Justice Kavanaugh's Confirmation Process Damaged Senate Democrats

Pauline Gross
October 14, 2018

America owes thanks to Brett Kavanaugh and his family for standing up to the rabble and fascism of the left when he faced-down the lies Senate Democrats told about him last week, and we wish him congratulations for his elevation to the Supreme Court of the United States.

Democrats counter that the Kavanaugh fallout has enraged many women voters upset with the way the Senate confirmation battle turned out, likely increasing Democratic turnout in November and threatening Republican control of the House of Representatives.

Democrats are now certain to make big gains in the House - Republicans have essentially surrendered about a dozen of their seats already - and the only questions remaining will be if they net the 23 seats needed for the majority and, if so, how big can they grow that margin.

Trump has a busy campaign schedule to spread the word that the allegations against Kavanaugh were a "hoax that was set up by the Democrats" at what he's called a unsafe time for men who can be falsely accused.

Shifts in impressions of Kavanaugh are coming most sharply at the extremes.

The confirmation tumultuous judge Kavanaugh, who is accused by a university of an attempted rape dating back to an evening high school in 1982, is taking place in a country politically very polarized, where the mobilization for the movement #MeToo on the issue of sexual assault remains very strong.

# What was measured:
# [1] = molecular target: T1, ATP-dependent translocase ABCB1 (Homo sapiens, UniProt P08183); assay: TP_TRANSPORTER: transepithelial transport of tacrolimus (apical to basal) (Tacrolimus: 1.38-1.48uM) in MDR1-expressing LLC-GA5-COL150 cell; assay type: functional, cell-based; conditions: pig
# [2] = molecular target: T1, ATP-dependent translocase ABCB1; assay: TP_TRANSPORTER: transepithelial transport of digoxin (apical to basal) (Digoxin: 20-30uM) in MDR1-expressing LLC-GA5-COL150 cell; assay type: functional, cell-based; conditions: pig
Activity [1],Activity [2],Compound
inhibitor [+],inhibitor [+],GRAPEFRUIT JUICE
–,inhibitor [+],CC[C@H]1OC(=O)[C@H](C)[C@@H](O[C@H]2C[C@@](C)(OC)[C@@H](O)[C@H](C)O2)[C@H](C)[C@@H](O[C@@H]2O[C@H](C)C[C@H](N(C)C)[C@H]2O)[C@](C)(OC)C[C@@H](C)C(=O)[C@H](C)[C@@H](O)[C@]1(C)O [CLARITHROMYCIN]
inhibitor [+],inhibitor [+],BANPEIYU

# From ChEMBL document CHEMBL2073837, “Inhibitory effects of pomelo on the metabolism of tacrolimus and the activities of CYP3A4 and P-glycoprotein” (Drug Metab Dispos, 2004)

Women's March Chicago said in a statement that it was targeting the "anti-woman agenda of the White House and the Republican party". Women as a whole support an investigation 58 percent to 37 percent, while men are almost evenly split on that matter, with 47 percent supporting an investigation and 49 percent opposing it.

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An even larger majority of people support a further congressional objection of Kavanaugh - 53 percent - while only 43 percent oppose a probe.

It's possible that events over the next few weeks will change that arithmetic, but for now, Republican net Senate gains seem more likely than Democratic gains.

"Through his presiding role in the court's conferences and his assignment of court opinions, he might redouble his efforts to find compromises that avoid party-line votes in cases", they wrote. The Post cited sources who said the complaints addressed Kavanaugh's alleged dishonesty and a lack of judicial temperament. The message to Republican voters: Democrats are employing radical tactics that are only growing worse. Significantly more women think the committee's actions were deficient, 56 percent vs. 43 percent.

McConnell criticized Clinton, who said on CNN this week that "civility can start again" after Democrats capture the House or Senate in next month's elections. Similarly, Senate Minority Leader Chuck Schumer had a 41 percent unfavorable rating and a 27 percent favorable rating.

While Democrats have forced Republicans to use extra debate time repeatedly on nominations, GOP leaders have been relentless in using time on the Senate floor for judicial picks by President Trump in 2017 and 2018, confirming 84 judges to all levels of the judiciary. "They just try to identify you, what tribe do you belong to, and I tell them I belong to the American tribe and West Virginia is the best branch we've got", Manchin said in an interview a few days before he broke with Democrats to vote for Kavanaugh.

A recent poll by OH Predictive Insights and ABC15 Arizona found that in that state's Senate election, Republican candidate Martha McSally has a six-point lead over Democratic nominee Kyrsten Sinema, with 47 percent for McSally, 41 percent for Sinema, 4 percent for Green Party candidate Angela Green and 8 percent of voters undecided.

Other reports by GizPress

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